A shot of subtle irony has never been missing in the Storm-and-Stress baggage of the relaxed and smart guys from the "Valley of the Clueless". This irony probably accompanied many other passengers on the boat GDR after havary en route to the perfumed western shore temporarily surrounded by a breeze of denunciatory appetite for destruction. The projects of the "open artistic federation" (RG) - usually without a didactic pointer and far away from art historical effusions - are not lacking humour known from beer gardens, bowling alleys and company parties that allow the normal visitor to understand this conceptual form of art. Thus the offer "If you desire a special motif made of bobbin lace do not hesitate to contact us" does not read like an abstract of the product range of a folkloristic old-fashioned Ore Mountain corporation but like the typical service offer of two Mr. Cleans that roam the land as New-Age missionaries with their cheery message of "homeland" and "identity" on their flittering flag.
Broken out of the art circus with its mellow incestuous agglomerations in Central Berlin or Manhattan-Chelsea their action radius spreads into the urban area that becomes the playground of their interventions, their open-plan studio, an investigation office, a new forum for artistic creation, a "laboratory in the thinking sphere of art, on the search for connections and joints in different social areas" (RG). Methods used in the fields of sociology, philosophy and statistics are part of the supporting apparatus of the cleaners. In the everyday chaos of unemployment and free time fun, corporate culture and commerce, art and happiness the intention of their "open artistic union" (RG) matches with everyday life on-site. Their fieldwork often starts with opinion polls like "What potential do enterprisers grant artistic visions while strategically planning the future of their enterprise?" Hollowing out and everting conventional ways of acting and perception on artistic detours is able to uncover or even invent alternative methods of resolution in marketing floors of the industry. It would not be the first time - which makes the partnership between the RG and enterprises, profitable or not, reasonable.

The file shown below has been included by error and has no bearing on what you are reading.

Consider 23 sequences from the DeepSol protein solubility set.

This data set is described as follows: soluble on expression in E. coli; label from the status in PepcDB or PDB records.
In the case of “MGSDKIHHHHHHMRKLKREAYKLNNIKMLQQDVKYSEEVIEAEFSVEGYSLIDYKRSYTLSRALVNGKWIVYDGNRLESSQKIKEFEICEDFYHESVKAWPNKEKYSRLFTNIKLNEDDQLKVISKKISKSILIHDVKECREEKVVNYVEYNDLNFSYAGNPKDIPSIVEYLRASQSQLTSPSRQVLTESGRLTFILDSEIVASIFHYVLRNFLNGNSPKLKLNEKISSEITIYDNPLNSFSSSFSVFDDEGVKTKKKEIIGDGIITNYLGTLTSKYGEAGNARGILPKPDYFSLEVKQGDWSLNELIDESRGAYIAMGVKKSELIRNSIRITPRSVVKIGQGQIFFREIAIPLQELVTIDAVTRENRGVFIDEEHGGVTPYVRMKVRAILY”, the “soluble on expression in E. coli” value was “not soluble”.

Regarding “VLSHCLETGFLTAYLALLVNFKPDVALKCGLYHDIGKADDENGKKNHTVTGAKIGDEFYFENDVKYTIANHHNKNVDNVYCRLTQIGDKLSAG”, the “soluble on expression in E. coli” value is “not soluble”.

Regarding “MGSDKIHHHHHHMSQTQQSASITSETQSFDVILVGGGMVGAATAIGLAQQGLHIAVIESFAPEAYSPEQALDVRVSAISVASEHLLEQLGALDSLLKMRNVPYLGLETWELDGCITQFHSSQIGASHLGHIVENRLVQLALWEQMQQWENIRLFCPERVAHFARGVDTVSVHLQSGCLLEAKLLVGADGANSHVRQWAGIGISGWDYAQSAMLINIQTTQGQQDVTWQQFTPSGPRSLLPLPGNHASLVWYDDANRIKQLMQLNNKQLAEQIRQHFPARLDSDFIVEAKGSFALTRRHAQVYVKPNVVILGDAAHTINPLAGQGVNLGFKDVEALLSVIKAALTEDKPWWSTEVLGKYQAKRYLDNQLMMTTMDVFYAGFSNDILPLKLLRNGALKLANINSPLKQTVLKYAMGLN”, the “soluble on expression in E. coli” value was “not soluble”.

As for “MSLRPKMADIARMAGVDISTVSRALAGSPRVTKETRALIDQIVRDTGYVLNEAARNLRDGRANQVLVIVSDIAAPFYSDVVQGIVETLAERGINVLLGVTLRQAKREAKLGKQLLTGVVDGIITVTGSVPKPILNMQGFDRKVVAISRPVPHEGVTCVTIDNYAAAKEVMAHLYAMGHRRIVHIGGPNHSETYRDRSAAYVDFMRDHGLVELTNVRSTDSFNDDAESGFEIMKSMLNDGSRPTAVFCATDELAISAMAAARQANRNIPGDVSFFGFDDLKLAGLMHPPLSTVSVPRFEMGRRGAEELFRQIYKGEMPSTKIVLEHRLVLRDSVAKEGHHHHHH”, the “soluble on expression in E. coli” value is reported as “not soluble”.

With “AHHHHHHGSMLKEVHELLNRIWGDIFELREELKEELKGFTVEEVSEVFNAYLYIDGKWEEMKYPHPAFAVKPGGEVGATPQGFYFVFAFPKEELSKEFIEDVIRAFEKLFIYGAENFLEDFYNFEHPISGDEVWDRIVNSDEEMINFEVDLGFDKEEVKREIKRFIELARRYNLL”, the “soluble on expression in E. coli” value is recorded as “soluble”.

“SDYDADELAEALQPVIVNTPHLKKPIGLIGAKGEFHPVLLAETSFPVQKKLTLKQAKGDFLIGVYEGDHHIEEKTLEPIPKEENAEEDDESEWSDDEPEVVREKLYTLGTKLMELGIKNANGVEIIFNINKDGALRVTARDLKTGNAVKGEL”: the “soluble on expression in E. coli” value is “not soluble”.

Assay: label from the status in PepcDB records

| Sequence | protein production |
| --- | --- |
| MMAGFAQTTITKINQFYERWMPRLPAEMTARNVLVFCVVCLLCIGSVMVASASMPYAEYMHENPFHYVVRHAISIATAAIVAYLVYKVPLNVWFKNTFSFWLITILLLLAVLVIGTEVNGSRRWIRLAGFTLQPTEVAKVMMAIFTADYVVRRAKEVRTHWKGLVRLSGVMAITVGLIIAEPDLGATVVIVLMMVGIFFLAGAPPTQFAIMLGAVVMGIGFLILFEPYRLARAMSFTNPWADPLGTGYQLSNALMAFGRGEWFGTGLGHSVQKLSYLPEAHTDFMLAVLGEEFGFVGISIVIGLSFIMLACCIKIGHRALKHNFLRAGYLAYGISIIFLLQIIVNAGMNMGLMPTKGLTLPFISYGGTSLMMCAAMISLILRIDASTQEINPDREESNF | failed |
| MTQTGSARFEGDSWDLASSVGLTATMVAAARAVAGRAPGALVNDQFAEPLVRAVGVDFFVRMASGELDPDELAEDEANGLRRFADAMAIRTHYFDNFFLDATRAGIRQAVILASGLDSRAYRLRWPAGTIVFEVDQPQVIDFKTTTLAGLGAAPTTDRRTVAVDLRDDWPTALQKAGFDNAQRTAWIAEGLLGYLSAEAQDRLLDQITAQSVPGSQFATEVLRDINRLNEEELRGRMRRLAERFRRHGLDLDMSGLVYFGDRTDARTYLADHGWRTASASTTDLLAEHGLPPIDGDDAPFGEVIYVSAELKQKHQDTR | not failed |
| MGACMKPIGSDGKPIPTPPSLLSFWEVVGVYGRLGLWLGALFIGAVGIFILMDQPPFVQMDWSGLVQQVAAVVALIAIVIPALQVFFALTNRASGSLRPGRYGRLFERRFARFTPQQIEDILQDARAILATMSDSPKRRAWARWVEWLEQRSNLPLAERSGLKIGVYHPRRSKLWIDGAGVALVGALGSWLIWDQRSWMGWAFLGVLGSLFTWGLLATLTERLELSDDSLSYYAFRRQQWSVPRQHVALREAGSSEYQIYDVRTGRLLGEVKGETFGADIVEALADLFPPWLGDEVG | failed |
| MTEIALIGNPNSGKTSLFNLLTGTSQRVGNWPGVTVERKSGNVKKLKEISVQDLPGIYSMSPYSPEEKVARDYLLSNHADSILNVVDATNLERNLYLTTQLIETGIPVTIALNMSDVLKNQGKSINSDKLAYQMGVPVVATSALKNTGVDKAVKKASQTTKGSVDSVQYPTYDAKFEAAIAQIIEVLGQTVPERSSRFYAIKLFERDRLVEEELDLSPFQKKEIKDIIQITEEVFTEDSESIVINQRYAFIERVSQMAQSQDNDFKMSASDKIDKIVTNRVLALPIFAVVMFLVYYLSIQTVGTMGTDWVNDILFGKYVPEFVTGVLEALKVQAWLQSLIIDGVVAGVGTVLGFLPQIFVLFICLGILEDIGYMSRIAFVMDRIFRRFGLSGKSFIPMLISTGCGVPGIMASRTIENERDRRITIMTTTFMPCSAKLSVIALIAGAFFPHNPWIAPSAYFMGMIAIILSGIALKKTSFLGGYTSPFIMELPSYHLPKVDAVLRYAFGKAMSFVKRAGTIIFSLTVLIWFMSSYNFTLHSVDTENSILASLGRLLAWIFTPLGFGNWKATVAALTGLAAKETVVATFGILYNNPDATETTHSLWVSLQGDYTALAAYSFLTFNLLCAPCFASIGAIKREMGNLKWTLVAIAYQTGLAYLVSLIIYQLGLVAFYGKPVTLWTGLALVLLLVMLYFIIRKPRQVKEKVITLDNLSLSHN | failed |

Since the matching of Lindenberg´s "Likörellen" with the art collections of Weimar, of castle courtyard and Cranach´s "Sybille" with panic orchestra Udo´s "Mädchen aus Ostberlin" (Girl from East Berlin; popular song of German singer Udo Lindenberg which he, among others, pitched in the castle courtyard after his exhibition had been opened and moved hundreds of mid-forty agers to tears in the year of Weimar being cultural city). Weimar´s most famous artistic institution can now be found on the entertainment sector as well. The popularity of a TV channel is measured by viewer levels, the capacity of a museum - be it the Wehrmacht exhibition or Körperwelten (Body Worlds; exhibition of dead human bodies primed in an artistic way) - is measured by visitor numbers. A growing competition for the audience's favour among public and private non-profit organisations, the growing number of uncommercial offerers, grown demands and decreasing financial funds along with the omnipresent request for autonomous funding are forcing curators to use catch phrases like social marketing, attention economy, analyses of customers and advertising impact, customer integration and profit maximisation - although in a more social less monetary success.
Living up to its global pioneering task is the ordinary US museum. Here the covered intention of selling is more visible than anywhere else. Museums are no longer just museums. They mutated to rentable entertainment colossuses, to shopping centres without price tags, to shells for a "Let's entertain" event culture with kids, that skateboard next to Picassos and Kiefers, their HAAGENDASZ, PALM PILOT and Discman with them. BMW motorcycles, velvet Armani clothes and Shiseido flacons becoming exhibits on the rotunda of Thomas Krens´ Solomon R. Guggenheim Museum after donations worth millions pretending to be art and avant-garde are just the beginning. Art turns into kindergarten, Documenta (art exhibition in Kassel) into Oktoberfest, Pinakothek (gallery in Munich) into discotheque and once again children of every age are holding hands in their danse macabre, celebrating the arrival of a new cybernetic era. The strategy of "follow the money" of the museums is matched by the artists´ answer of "the bigger, the better" in our "society of spectacle" (like French situationist Guy Debord called its radical criticism of the capitalism we are living in); demonstrated impressively by Young British Art pop star Damien Hirst in his show in New York at Larry Gagosian in fall 2000. Galleries are no longer just galleries. German-American art theorist Benjamin Buchloh calls this phenomenon "end of art" as Guy Debord diagnosed the end of art after Dadaism and surrealism. Differences between art and fashion (or between art and design, art and computer programming, art and advertising) seem to be nullified. The fusion of numerous commercial outputs in the form or the context of art seems to evolve into a totalitarism who is less suppressing freedom of speech and thought but is rather limiting freedom of choice and the right of self-determination by means of free time and amusement, offering nothing more than escape.